FTAs vital to Taiwan's economy: WSJ op-ed
The China Post news staff
December 8, 2013, 12:01 am TWN
TAIPEI, Taiwan -- In order to achieve economic prosperity, Taiwan must establish free-trade agreements with as many countries as possible, as well as relaxing its stringent rules that restrain business growth, according to an op-ed piece recently published in The Wall Street Journal.
The relationship between Taiwan and mainland China is very unique in the global geopolitics. China regards Taiwan as a renegade province, and aims to include Taiwan as part of its territory. The democratic Taiwan, at this stage, does not want to be re-united with mainland China, yet its economy is heavily dependent on China.
While exports contribute to more than 60 percent of Taiwan's GDP, the Chinese market absorbs a very large portion of Taiwan's exports. In addition, 80 percent of Taiwan's foreign investment goes to China, compared with less than 50 percent a decade ago.
According to the Journal's op-ed, In order to lessen its dependence on mainland China, the government of Taiwan recognizes that it needs to establish trade relationships with more countries. Taiwan's newly signed free-trade agreement with New Zealand went into effect on Dec. 1. Taiwan also signed a free trade agreement with Singapore last month.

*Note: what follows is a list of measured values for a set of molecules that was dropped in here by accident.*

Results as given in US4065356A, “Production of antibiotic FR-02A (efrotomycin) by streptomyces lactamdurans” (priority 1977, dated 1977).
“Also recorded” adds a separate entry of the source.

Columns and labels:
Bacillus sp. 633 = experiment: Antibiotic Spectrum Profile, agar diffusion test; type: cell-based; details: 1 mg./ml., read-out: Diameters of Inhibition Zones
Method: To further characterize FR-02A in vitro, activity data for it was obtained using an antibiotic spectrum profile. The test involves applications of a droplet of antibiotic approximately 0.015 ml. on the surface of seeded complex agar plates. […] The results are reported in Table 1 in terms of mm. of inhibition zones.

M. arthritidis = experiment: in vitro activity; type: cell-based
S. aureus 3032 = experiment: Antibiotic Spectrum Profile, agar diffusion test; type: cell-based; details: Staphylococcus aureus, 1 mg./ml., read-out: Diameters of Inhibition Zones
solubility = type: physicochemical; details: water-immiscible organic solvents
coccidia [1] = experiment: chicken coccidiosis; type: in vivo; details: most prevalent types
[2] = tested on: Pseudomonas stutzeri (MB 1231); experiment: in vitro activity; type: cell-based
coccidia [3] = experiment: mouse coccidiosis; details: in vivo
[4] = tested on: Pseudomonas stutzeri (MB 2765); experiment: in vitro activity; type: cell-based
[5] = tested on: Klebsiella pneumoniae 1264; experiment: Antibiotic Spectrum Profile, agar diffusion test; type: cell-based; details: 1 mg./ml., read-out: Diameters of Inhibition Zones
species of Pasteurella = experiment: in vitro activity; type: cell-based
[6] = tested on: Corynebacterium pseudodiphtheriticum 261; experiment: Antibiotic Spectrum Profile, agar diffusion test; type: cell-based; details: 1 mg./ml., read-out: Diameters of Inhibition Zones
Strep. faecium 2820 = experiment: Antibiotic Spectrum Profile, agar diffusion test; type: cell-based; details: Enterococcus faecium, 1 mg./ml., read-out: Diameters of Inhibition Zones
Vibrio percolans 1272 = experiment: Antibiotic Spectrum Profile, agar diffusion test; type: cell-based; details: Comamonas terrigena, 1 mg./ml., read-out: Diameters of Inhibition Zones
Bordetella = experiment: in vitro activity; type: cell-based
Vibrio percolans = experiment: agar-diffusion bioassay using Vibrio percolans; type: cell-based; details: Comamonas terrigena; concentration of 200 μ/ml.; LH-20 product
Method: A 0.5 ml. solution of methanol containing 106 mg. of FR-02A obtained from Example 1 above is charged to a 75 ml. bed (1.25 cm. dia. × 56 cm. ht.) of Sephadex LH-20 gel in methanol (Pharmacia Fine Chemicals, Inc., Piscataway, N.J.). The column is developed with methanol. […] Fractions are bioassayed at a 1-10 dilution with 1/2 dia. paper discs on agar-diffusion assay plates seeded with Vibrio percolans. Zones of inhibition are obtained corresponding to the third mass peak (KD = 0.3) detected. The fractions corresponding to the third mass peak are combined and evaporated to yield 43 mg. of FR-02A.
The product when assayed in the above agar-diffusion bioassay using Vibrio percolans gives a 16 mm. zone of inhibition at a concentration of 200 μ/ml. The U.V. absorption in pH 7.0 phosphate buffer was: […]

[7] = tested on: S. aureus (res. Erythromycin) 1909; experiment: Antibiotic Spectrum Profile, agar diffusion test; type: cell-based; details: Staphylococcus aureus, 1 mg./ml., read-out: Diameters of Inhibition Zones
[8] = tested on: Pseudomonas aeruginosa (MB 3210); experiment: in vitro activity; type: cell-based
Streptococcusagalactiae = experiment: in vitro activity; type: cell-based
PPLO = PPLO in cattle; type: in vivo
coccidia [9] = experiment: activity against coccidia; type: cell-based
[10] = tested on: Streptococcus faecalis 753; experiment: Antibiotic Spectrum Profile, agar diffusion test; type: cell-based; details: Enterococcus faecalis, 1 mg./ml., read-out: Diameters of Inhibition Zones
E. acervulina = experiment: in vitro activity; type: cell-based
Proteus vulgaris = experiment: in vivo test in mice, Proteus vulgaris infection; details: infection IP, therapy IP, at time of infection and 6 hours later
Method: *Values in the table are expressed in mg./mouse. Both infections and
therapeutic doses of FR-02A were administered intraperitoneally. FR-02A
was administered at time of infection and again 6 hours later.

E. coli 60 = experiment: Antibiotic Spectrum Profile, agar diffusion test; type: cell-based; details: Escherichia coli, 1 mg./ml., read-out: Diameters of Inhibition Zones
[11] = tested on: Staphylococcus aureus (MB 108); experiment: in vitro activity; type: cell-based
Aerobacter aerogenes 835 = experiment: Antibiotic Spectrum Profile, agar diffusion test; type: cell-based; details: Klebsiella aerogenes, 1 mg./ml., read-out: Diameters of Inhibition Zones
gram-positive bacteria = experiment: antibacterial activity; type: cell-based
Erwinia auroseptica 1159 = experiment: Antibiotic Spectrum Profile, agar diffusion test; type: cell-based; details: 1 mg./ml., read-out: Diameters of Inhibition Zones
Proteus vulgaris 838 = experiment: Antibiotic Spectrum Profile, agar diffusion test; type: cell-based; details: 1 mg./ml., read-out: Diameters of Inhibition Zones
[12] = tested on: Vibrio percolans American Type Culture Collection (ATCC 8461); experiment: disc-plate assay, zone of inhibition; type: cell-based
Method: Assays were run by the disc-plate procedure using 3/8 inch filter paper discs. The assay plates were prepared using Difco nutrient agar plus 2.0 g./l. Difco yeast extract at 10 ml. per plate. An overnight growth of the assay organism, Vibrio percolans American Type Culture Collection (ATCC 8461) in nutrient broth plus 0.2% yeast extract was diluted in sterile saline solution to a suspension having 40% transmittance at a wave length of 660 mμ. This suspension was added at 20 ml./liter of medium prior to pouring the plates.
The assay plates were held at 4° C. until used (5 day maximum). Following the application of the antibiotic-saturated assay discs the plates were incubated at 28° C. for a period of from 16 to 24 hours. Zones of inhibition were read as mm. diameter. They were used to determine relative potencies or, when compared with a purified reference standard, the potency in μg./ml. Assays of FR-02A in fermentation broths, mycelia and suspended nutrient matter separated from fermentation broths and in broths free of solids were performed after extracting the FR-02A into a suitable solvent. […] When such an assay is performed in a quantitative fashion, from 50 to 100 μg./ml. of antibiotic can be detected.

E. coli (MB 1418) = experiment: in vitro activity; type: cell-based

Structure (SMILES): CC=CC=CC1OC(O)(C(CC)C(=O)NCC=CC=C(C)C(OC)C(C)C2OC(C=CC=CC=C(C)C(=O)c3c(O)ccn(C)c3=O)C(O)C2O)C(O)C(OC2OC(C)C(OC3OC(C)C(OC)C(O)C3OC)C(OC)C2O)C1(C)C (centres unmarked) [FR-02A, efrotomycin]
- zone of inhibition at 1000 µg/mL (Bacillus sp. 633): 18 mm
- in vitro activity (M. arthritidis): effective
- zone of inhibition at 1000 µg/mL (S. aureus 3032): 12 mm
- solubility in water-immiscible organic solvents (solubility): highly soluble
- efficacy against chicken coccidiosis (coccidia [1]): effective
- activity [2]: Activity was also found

Taiwan has entered trade talks with India and Indonesia, and is studying the feasibility of signing deals with Philippines and Israel.
The Chinese Communist Party has been compromising Taiwan's efforts in establishing diplomatic ties with other nations and joining international organizations in the global community, the opinion piece states. New Zealand and Singapore are Taiwan's first two trade deals with non-ally countries. The two countries are also members of the Trans-Pacific Partnership, a free trade agreement among 12 national that Taiwan is eager to join.
Equally important is the need to reform Taiwan's economic environment, where the protectionism policies and red tapes abound. It needs to liberate investment regulations and make foreign-approval processes more transparent. The recently launched Free Economic Pilot Zones are part of the government's efforts to realize this objective of establishing an open business environment.